With the increase in wine appreciation and the offer of unique gastronomic experiences turned several regions, previously highlighted only by the commercialized wine, to become international references for wine tourism.

But, in addition to tourist experiences, these regions have also developed excellent marketing strategies and public-private partnerships aimed at wine tourism. Among the most famous regions for wine tourism, the following stand out:

  • Bordeaux and Champagne, France
  • Rioja, Spain
  • Douro and Alentejo, Portugal
  • Tuscany and Piedmont, Italy
  • Eger, Hungary
  • Mosel-Saar-Ruwer, Rheinhessen and Pfalz, Germany
  • Kakheti, Georgia 
  • Santorini, Greece
  • Mendoza and Salta, Argentina
  • Yarra and Barrosa, Australia
  • Casablanca, Colchagua and Maipo, Chile
  • Stellenbosch and Franschhoek, South Africa
  • Napa Valley, United States
  • Serra Gaúcha, Brazil

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Benefits for destinations and producers

One of the great benefits of wine tourism is the dispersion of mass tourism, thus distributing tourists from urban centres to the interior of the country. This type of tourism favours the diversity of offers in a destination and the development of rural areas throughout the year. For the producer, positive impacts of wine tourism include the strengthening of the brand, product diversification and increased sales.

We list below more benefits of wine tourism:

  • Dispersion of mass tourism;
  • Strengthening the identity and brand of destinations and producers;
  • Expansion of sales channels;
  • Environmental awareness and heritage preservation;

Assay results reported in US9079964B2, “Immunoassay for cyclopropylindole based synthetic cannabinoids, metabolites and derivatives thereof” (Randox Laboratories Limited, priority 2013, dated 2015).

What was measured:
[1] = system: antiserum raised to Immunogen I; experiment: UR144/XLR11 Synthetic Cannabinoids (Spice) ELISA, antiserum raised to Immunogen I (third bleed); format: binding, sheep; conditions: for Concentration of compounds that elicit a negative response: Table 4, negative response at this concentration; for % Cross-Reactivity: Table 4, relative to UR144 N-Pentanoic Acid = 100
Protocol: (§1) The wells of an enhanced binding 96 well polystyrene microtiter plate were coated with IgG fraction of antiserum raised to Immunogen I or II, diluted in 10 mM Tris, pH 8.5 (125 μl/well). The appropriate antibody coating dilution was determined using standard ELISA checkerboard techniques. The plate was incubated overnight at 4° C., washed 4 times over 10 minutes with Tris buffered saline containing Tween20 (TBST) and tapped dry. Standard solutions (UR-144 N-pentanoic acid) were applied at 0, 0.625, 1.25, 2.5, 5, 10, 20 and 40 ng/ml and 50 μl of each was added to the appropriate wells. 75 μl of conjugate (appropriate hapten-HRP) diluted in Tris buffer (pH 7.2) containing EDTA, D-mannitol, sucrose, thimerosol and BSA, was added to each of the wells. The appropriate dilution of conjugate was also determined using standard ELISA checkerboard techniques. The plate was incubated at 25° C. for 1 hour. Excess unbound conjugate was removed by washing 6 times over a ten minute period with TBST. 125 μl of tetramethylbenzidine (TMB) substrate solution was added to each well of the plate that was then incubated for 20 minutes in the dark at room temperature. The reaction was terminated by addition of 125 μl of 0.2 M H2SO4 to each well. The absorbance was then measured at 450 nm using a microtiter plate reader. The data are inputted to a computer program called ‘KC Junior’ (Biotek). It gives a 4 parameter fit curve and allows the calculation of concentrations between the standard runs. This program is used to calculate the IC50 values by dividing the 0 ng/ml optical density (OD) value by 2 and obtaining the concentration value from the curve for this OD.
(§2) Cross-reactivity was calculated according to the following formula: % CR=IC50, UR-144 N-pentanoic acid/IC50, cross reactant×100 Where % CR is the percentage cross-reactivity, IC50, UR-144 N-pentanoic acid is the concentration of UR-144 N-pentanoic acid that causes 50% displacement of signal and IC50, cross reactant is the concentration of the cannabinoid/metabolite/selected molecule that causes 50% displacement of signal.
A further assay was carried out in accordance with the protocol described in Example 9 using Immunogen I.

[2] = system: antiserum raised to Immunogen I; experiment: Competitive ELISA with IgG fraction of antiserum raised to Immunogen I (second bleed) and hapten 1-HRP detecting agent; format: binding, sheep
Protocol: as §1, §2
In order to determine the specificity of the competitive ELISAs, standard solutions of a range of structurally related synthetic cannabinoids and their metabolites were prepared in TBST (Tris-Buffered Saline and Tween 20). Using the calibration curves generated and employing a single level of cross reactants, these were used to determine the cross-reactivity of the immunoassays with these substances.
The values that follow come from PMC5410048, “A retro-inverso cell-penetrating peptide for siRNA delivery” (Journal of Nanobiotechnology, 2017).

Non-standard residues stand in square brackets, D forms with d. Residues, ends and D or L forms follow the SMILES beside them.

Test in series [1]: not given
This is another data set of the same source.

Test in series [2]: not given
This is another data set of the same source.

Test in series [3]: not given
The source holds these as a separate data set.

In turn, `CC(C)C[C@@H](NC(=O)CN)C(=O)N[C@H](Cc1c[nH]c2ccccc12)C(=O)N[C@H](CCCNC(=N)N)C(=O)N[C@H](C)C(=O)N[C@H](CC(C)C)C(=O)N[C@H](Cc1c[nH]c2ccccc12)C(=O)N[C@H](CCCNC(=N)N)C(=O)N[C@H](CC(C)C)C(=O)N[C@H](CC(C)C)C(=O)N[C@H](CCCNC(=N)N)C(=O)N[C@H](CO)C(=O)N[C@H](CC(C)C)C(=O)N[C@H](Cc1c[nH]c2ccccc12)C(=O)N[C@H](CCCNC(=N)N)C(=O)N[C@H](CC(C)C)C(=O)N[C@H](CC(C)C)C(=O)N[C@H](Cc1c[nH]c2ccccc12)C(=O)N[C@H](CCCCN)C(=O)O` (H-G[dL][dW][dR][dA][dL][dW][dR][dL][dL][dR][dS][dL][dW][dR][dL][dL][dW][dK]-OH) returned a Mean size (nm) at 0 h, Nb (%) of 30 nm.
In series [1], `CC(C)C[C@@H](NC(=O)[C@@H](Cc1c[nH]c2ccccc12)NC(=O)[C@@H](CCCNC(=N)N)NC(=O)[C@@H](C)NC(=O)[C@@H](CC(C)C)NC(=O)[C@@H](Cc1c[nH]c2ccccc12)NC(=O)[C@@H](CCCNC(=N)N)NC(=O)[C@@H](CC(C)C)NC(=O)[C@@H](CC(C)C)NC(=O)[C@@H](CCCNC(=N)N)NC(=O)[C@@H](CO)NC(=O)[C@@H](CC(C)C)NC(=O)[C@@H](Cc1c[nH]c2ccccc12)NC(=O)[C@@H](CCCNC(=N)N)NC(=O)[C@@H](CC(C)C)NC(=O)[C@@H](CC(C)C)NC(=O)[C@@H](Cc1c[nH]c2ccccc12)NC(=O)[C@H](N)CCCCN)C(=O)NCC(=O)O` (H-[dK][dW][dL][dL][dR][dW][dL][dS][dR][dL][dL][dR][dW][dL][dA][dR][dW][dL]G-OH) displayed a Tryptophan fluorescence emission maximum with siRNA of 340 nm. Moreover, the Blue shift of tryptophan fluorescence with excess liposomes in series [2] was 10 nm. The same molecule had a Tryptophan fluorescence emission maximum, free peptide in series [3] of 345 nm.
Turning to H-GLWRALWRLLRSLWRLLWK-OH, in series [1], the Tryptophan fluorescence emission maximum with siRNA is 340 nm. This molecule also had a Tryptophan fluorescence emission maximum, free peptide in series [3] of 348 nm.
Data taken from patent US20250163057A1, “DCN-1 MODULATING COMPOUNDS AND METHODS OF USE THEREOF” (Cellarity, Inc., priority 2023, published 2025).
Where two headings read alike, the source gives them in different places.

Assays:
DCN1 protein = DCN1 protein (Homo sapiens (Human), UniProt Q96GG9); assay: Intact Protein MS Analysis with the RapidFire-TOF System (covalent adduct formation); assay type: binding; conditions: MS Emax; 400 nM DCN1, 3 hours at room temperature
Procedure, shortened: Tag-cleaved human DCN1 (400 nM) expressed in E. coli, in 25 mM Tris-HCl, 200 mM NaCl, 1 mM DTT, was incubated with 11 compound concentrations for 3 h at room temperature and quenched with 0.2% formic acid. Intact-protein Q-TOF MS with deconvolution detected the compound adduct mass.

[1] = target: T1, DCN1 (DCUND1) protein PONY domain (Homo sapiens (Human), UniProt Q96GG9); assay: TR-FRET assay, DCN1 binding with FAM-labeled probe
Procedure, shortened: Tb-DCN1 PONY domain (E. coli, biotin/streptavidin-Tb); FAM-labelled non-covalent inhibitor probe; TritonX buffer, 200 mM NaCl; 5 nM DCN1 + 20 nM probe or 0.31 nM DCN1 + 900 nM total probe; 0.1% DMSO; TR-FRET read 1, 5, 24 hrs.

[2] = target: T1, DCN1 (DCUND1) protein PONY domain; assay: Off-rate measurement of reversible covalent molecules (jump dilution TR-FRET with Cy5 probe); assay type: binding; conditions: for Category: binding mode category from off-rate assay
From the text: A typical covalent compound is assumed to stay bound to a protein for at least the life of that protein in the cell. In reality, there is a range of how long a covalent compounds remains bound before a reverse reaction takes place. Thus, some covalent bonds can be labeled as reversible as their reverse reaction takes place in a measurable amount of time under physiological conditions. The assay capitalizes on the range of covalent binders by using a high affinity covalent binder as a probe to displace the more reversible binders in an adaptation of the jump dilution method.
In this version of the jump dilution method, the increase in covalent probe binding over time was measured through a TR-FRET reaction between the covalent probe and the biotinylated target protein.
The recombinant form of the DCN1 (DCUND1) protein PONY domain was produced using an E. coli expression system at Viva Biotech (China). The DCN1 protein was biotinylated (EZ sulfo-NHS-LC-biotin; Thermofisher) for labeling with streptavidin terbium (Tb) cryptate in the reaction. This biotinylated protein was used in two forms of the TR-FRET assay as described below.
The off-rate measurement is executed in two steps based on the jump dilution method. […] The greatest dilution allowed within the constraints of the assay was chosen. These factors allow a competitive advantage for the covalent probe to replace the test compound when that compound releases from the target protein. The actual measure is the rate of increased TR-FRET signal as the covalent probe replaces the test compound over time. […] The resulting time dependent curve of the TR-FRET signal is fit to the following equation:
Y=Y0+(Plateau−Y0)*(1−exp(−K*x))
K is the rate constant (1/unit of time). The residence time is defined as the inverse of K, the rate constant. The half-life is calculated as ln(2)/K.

• Cultural appreciation;
  • Decrease in rural exodus;
  • Creation of jobs and additional income for more remote areas;
  • Encouraging complementary businesses such as restaurants and other food products.

From a traveller’s perspective, wineries bring a sense of differentiated experience that reconciles the search for quality tourism with the local incentive for new economic resources. Wine tourism invites the traveller to enjoy the local history and its identity, a glimpse of romance and freedom, for those who wish to experience new sensations, flavours and aromas.

Wine Tourism Challenges

Many wineries prefer to allocate resources strictly to the production and marketing of their wines, which has always been and will be the main product of any winery.

Developing additional structures and products to receive tourists requires investment, additional knowledge, training and time. Therefore, in addition to financial resources, the business must first be truly willing and committed. In fact, a negative tourist experience may well damage the business brand.

As long as there are wines, wine tourism will always be an option

Wine tourism has opened the doors to educate and raise awareness among wine consumers, valuing biodiversity, local culture and country life. The culture of wine goes beyond the bottle and receiving visits to the winery can be an opportunity for the producer to get closer to his client and show that the value of his product does not only contemplate the drink itself, but also its entire history, work and years of dedication.